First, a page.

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Scientists Blast Holes in Cells With Lasers for High-Tech Drug Injection

Blasting holes in cells

Forget swallowing pills or being poked by a needle. According to ABC News, scientists at Georgia Tech University have developed a way to inject vaccines directly into cells by using a laser beam to blow holes into that most basic unit of life.

In this technique, scientists place blackened carbon nanoparticles (called "soot") next to the cells in question, which are then blasted with infrared light. As the nanoparticles heat up, a bubble is formed around the "soot." Then, when the laser is shut off, the bubble collapses, and the force blows a hole in the cell membrane. During the fraction of a second before the cell heals itself, doctors or researchers could inject drugs or other molecules, which might otherwise have a hard time penetrating the membrane.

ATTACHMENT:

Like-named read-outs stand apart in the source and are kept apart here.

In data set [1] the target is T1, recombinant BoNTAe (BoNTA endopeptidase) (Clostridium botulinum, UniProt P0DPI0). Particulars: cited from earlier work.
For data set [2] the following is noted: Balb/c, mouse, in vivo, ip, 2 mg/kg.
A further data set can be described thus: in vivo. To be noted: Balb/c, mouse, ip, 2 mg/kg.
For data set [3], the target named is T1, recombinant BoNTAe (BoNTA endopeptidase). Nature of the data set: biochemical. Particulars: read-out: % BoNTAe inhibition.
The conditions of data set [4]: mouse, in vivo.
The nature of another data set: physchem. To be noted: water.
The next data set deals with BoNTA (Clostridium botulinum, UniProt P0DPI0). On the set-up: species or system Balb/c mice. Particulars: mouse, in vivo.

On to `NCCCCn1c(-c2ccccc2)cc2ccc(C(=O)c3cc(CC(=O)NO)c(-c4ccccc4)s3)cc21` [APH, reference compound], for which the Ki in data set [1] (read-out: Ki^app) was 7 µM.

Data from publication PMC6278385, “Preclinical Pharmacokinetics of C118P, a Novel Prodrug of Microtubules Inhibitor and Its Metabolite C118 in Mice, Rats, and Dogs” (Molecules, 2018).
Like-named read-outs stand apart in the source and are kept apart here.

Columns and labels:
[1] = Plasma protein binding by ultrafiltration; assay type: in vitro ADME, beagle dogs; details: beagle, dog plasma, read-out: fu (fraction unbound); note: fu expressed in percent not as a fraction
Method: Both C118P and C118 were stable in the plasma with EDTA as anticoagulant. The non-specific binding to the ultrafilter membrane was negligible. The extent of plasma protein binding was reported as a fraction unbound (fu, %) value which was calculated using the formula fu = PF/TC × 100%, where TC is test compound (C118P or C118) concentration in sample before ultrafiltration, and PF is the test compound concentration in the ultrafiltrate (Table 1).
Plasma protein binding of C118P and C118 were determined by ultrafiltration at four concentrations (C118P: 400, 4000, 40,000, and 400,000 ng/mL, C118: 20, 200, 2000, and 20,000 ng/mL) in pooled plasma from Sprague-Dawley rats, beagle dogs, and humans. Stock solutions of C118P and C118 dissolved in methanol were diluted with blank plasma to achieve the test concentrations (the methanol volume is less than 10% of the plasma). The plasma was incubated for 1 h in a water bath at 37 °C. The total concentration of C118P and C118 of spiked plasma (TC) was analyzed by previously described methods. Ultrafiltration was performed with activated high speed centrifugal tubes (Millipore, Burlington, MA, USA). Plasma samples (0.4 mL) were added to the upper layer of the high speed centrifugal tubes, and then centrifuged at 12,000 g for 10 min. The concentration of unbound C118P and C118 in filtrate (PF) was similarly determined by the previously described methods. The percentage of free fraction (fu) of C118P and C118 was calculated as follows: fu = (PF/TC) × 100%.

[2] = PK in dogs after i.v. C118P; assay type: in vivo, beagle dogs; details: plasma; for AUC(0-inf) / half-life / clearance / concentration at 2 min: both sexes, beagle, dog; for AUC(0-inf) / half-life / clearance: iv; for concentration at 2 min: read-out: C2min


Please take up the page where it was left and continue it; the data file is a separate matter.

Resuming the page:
Don't worry, though; microscopic explosions won't be happening in bodies too soon. This is cutting-edge research, after all, and it will need to be further refined before human trials could ever be considered. But the impact it could have on battling diseases, such as cancer, makes blasting cells with laser beams worth pursuing -- even if the idea sort of scares us to death. [From: ABC News]

Tags: cell, cells, GeorgiaTech, health, laser, lasers, medical, medicine, nanoparticles, research, science, top, vaccine